In connection with the investigation, the sole owner and principal of MBE-1 was convicted upon a guilty plea in March 2013, in United States District Court in White Plains, New York, of mail fraud.
The Bronx-Whitestone Bridge
In or about 2008, the MTA initiated a major construction project on the Bronx-Whitestone Bridge (the “Bridge Project”), a suspension bridge over the East River that connects the Bronx and Queens. The project was to replace the Bronx approach and perform repairs to the Queens approach of the Bridge. The MTA estimated that the project would cost approximately $170 million and take approximately four years to complete.
As part of its solicitation for bids on the Bridge Project, the MTA – a “state agency” for purposes of the MBE/WBE Provisions – specified that the Bridge Project was funded by New York State, and therefore that New York State Executive Law Article 15-A governing participation on construction projects by MBEs and WBEs applied. The MTA set an MBE/WBE goal on the Bridge Project of 7% participation by MBEs and 3% by WBEs, for a total of 10%. In connection with setting the MBE/WBE goal, the MTA noted that there were subcontracting opportunities on the Bridge Project, and provided a list of certified MBEs and WBEs with the capability of providing services on the job.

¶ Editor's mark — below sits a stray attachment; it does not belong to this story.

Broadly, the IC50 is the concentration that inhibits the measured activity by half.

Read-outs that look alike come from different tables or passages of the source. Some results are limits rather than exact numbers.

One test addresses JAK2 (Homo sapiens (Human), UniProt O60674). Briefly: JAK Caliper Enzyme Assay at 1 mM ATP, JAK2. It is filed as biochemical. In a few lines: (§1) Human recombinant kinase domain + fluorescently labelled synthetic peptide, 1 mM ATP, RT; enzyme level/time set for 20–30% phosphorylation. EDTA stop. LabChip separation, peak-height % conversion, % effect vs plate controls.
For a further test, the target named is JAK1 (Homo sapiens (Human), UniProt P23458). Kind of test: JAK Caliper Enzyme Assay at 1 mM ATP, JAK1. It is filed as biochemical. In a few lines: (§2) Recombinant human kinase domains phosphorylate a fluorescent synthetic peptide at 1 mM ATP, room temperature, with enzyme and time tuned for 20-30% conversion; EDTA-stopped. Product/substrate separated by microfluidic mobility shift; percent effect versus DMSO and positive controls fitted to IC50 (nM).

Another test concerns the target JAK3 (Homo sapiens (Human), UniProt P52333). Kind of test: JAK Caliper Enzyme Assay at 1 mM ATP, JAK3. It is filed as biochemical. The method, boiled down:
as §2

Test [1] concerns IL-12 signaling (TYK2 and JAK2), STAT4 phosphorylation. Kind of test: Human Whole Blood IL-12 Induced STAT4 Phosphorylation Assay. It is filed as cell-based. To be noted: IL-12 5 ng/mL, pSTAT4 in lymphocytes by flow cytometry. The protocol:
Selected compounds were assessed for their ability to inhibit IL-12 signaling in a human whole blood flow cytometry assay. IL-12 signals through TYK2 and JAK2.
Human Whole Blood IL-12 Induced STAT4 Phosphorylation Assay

On or about October 23, 2008, a general contractor (“General Contractor-1”) was awarded the contract on the Bridge Project, at a price of approximately $192 million.
In or about 2008 and 2009, AARON TUBBS, the defendant, was a Regional Manager at General Contractor-1. TUBBS participated in, among other things, the award and performance of subcontracts to provide structural steel on the Bridge Project.
In connection with the Bridge Project, General Contractor-1 claimed, in utilization forms and compliance reports, that structural steel would be supplied by a certified MBE, MBE-1, but actually the structural steel was provided by other companies, and MBE-1 was used as a pass-through. In fact, MBE-1 did not meaningfully participate in the Bridge Project, and it received only a small fraction of the state funds that General Contractor-1 represented it had received. The principal of MBE-1 once attempted to enter the Bridge Project job site, and was denied entry.